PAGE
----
The art of making art accessible and inclusive

The beginning of the art season in Delhi had the city buzzing with energy and a vibrant art programme engulfed the city in celebratory fervour.

Published: 11th September 2022 05:00 AM  |   Last Updated: 10th September 2022 09:05 PM   |  A+A-

Artworks on display at the Art Heritage gallery, Triveni Kala Sangam. (Photo | Special Arrangement)

The beginning of the art season in Delhi had the city buzzing with energy and a vibrant art programme engulfed the city in celebratory fervour. Delhi had its second edition of the art week last month. Art weeks have been a common phenomenon around the world happening in major cities, including London, Berlin and Copenhagen. The past month saw the art fraternity in Delhi come together through various curated shows, art walks, talks, and walkthroughs that showed the changing cultural consciousness of the capital. The city witnessed a new energy which was a wonderful way to announce the beginning of the creative season. 

As the world emerges from a pandemic, the way in which art is perceived is transforming. The rise of online platforms, social media, and viewing art through Online Virtual Rooms (OVRs) becoming 
a prominent practice and the collective need for connectivity and awareness about art, is what created the momentum that led to a much-energised second edition of the art week. Being a culturally vivid city, which has various institutions, including public and private galleries, museums, national and cultural foundations, it becomes important to have an art week where all the institutions come together under one umbrella and raise awareness about art in the community.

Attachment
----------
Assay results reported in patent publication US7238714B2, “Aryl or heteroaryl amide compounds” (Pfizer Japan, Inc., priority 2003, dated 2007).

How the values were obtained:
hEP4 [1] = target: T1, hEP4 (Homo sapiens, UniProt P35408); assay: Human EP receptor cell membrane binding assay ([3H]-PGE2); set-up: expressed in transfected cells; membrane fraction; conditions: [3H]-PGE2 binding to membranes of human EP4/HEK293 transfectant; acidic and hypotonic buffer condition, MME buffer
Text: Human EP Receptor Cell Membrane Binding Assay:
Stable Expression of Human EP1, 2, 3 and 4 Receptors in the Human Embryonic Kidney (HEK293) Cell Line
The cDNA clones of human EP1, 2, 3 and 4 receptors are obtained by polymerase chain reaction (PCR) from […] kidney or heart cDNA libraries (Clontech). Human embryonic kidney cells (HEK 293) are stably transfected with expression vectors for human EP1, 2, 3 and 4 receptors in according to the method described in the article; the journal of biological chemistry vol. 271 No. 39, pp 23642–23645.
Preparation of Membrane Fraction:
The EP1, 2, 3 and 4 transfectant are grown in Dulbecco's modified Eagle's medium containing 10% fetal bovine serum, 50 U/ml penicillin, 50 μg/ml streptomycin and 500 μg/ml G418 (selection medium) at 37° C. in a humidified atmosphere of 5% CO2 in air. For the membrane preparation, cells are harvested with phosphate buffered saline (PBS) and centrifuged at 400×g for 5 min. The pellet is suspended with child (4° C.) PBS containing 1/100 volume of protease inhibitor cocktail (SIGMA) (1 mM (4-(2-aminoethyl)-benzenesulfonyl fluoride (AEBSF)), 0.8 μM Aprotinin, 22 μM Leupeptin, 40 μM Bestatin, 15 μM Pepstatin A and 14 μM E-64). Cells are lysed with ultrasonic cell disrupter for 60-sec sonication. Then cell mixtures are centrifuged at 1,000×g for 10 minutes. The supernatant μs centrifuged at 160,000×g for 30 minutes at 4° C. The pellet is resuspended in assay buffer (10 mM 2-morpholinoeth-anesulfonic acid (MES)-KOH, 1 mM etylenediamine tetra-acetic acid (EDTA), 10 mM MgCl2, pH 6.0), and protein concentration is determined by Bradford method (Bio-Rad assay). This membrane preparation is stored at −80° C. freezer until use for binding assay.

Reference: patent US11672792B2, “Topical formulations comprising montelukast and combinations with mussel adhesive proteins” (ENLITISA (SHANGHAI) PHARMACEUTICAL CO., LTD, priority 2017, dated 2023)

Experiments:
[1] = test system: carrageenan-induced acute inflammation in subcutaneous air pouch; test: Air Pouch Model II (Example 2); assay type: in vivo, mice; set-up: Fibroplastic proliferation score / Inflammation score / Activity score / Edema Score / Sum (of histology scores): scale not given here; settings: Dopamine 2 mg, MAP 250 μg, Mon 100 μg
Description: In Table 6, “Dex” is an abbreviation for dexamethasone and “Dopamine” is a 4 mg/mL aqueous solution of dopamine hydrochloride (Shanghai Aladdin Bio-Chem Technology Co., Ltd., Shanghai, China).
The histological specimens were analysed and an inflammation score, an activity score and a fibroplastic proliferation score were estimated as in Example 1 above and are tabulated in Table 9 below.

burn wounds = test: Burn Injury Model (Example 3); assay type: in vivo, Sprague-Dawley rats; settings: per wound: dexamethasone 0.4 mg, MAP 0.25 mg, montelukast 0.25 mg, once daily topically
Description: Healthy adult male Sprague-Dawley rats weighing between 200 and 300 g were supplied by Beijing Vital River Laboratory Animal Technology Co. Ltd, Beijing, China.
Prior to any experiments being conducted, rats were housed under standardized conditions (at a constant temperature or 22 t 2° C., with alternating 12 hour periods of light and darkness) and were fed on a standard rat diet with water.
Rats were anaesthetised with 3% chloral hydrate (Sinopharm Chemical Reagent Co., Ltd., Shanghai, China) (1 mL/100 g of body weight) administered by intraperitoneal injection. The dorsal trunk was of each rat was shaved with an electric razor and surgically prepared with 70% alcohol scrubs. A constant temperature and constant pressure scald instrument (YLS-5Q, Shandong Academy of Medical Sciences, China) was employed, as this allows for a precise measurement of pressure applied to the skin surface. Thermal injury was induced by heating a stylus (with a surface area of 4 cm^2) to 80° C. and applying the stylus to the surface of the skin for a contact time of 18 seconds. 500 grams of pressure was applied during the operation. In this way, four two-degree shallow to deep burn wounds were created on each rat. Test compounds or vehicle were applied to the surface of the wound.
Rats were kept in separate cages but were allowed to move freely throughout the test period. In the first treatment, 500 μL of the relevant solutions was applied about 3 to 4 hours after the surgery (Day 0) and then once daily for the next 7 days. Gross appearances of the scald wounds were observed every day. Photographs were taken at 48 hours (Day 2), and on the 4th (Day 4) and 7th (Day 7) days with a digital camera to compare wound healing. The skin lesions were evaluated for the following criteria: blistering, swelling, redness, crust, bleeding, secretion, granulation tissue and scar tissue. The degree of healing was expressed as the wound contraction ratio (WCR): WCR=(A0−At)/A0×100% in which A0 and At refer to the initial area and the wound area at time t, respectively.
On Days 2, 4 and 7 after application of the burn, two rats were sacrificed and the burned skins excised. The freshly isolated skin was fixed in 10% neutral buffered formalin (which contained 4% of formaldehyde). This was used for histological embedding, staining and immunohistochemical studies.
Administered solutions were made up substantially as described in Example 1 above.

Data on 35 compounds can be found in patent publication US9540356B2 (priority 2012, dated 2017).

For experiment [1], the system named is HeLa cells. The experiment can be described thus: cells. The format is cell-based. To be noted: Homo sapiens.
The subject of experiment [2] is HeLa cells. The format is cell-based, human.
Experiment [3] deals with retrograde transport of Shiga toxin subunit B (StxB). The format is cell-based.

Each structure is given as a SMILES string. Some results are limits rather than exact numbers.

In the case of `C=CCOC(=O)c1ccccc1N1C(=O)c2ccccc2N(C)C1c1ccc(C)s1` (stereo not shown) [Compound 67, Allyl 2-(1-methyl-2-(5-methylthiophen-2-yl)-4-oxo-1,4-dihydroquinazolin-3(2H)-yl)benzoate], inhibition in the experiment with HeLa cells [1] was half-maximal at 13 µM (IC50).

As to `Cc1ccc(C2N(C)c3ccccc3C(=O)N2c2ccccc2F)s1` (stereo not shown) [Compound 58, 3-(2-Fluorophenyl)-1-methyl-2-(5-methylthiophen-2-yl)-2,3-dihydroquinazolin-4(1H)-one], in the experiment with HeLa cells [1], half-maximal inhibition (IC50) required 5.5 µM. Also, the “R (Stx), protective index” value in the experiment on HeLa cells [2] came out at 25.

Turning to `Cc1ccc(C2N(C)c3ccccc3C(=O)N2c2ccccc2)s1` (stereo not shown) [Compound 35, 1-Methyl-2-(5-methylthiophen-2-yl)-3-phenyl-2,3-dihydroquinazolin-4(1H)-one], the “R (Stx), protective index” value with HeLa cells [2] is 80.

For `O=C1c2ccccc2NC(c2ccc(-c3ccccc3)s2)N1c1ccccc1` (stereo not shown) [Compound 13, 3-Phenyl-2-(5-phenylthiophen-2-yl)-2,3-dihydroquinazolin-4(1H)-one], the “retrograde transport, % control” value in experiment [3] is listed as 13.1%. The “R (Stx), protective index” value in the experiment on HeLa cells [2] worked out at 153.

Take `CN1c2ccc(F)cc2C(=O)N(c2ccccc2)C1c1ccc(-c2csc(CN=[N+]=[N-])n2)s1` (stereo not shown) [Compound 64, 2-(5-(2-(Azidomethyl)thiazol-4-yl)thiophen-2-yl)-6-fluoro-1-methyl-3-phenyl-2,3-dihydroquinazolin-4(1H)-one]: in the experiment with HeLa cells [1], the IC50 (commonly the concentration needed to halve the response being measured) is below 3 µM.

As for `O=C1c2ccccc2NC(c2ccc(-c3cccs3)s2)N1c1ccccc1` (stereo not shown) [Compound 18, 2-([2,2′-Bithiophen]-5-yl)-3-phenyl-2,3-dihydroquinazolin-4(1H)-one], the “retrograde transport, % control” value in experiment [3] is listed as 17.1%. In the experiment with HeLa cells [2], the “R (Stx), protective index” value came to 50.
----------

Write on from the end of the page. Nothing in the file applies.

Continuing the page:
There was a time when private galleries and institutions possessed the image of being exclusive, only catering to a specific audience. Not anymore. Today, there is a conscious effort by all institutions to make their spaces more accessible, as the idea of inclusivity takes precedence. 

A pertinent need has arisen to inculcate art in one's everyday existence and not regard it as an occurrence reserved only for the connoisseurs or collectors. A collective effort like an art week not only raises awareness about art, but also establishes a sense of community working towards understanding, appreciating and engaging with art as a way of life. 

One sees that the narrative in the contemporary art scene is evolving and becoming open to a wider audience. The nature of collaboration between public and private institutions has also led to a culture where the whole experience of going into a private art space is not an intimidating one. The cohesiveness between different sections of the art fraternity has successfully created the base for an accessible environment, a sense of collective cultural identity and community among a variegated public.

The core idea is to give back to the community which we are part of and create an aware audience that understands and appreciates the role of art in life while keeping inclusivity as a fundamental value. One can see that Delhi is moving towards becoming the art capital as the energy of the city is changing with more art activities and the rise of a new audience.

Sunaina Anand can be reached at

India Matters


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